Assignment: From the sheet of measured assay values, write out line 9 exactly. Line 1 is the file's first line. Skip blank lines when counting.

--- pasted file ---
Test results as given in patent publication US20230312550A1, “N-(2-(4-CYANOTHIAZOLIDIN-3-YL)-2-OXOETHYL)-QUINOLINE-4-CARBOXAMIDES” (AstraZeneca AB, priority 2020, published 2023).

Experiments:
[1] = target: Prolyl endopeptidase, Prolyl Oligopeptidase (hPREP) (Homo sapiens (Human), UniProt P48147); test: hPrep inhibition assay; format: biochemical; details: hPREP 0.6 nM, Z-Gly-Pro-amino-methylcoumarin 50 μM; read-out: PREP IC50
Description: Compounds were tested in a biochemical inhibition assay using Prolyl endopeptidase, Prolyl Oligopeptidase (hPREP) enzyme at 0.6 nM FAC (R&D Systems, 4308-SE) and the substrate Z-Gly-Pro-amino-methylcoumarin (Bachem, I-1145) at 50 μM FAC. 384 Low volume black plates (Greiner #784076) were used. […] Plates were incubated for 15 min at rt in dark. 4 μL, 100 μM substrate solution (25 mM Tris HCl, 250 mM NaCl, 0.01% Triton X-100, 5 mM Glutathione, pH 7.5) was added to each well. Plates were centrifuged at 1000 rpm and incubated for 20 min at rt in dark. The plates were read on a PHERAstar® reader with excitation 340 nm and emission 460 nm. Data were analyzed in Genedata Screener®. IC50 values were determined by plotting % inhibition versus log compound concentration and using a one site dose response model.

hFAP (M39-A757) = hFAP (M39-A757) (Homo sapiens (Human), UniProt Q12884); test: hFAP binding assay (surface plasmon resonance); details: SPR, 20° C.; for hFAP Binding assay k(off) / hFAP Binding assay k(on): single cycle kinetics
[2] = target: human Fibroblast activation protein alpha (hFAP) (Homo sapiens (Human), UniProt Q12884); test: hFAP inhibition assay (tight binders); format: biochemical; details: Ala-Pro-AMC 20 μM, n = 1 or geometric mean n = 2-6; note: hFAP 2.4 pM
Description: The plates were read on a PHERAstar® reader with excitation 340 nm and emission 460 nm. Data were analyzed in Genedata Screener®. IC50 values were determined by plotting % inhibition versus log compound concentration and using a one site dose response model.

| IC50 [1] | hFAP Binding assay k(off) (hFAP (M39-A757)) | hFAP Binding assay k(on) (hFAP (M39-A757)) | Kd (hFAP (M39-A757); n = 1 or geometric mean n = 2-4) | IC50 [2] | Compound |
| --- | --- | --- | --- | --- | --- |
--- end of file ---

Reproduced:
| --- | --- | --- | --- | --- | --- |